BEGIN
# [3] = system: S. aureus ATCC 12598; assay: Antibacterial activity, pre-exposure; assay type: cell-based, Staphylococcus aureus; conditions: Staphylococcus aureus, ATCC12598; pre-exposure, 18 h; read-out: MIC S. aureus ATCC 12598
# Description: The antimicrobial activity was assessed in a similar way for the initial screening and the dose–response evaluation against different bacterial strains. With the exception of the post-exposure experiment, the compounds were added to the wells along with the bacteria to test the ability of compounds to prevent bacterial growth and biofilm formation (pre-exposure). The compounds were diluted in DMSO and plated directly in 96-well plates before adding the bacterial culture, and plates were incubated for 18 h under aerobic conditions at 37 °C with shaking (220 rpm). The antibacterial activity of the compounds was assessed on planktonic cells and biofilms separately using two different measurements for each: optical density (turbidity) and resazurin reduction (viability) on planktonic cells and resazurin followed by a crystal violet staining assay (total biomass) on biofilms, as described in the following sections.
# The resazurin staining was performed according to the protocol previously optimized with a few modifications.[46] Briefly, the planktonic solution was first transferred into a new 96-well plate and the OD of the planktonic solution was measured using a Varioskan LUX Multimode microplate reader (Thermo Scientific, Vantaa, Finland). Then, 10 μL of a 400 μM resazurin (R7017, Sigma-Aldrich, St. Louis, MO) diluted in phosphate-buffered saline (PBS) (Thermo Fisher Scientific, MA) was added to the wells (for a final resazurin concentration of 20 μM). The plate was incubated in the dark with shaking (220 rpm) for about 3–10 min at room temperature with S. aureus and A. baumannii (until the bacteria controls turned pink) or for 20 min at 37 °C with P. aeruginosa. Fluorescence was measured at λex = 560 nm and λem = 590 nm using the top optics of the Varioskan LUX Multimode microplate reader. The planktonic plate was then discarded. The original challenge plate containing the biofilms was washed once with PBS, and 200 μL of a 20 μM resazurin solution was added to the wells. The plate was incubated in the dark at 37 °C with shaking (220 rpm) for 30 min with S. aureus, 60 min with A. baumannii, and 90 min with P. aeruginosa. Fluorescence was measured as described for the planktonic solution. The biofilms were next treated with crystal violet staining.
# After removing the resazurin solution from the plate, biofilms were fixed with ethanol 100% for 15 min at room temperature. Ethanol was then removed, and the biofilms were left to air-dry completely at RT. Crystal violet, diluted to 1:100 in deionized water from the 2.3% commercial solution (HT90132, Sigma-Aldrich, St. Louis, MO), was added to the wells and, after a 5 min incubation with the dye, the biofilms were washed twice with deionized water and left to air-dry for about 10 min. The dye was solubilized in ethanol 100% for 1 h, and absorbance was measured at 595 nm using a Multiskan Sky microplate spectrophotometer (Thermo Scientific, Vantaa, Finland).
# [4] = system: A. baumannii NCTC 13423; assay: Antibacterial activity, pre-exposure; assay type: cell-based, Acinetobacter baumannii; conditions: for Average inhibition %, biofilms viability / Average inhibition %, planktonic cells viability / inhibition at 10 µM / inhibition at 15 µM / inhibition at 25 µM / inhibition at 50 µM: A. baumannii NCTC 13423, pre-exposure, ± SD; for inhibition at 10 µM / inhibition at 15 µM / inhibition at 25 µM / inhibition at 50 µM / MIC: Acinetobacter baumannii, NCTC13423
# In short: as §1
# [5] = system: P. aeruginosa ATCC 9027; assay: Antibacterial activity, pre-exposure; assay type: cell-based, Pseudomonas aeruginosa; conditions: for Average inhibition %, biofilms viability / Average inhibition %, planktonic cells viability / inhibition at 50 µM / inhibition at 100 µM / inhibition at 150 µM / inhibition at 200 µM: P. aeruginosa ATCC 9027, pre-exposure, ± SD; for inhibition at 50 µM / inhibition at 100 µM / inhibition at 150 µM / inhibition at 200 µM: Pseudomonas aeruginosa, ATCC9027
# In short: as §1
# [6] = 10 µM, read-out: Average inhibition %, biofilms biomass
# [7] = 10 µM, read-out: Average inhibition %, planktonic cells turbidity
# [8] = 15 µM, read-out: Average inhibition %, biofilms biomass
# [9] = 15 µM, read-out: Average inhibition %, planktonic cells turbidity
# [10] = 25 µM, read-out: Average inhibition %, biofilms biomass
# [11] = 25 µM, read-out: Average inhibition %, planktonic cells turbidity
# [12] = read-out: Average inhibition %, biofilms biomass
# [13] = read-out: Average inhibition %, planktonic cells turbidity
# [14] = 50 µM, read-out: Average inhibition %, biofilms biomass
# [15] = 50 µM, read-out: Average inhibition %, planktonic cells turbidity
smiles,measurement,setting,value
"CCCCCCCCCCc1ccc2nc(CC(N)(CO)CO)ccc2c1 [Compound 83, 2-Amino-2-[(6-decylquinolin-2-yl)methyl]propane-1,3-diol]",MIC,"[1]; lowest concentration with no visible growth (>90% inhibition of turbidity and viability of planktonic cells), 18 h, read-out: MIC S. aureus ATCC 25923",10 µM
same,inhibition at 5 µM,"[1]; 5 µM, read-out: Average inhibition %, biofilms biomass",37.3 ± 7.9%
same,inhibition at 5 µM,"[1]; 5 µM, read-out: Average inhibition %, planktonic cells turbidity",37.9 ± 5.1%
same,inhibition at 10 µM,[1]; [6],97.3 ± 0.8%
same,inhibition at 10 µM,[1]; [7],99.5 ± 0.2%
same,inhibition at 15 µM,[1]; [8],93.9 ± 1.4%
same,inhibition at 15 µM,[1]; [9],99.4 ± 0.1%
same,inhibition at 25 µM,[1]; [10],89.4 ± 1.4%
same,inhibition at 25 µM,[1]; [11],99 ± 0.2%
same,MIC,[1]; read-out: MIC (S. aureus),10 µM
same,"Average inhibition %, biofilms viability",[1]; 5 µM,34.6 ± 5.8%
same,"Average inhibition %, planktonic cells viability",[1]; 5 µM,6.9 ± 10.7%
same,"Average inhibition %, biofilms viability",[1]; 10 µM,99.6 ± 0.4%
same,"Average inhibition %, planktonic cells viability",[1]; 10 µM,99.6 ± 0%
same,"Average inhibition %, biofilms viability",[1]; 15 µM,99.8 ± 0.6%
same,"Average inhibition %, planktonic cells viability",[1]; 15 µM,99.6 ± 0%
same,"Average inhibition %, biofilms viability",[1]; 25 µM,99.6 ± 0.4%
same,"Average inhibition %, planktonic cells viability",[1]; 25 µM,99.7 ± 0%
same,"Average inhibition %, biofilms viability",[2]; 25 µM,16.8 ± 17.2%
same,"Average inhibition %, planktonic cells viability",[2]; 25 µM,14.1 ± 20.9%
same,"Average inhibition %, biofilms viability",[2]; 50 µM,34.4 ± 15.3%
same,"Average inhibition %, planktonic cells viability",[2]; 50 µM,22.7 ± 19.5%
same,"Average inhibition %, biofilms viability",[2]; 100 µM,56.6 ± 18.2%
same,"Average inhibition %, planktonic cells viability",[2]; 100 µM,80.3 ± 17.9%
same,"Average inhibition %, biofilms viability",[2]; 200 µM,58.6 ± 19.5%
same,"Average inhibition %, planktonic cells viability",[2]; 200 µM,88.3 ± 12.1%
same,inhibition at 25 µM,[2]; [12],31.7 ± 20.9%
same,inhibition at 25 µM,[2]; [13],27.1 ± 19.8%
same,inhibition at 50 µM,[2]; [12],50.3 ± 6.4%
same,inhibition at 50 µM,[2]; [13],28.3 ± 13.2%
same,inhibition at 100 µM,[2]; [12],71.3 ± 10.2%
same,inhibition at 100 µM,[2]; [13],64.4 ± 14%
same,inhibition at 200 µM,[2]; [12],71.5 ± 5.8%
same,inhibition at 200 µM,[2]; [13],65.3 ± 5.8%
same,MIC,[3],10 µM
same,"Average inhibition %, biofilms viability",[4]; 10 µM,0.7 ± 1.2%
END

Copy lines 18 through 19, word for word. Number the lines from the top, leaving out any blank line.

# [15] = 50 µM, read-out: Average inhibition %, planktonic cells turbidity
smiles,measurement,setting,value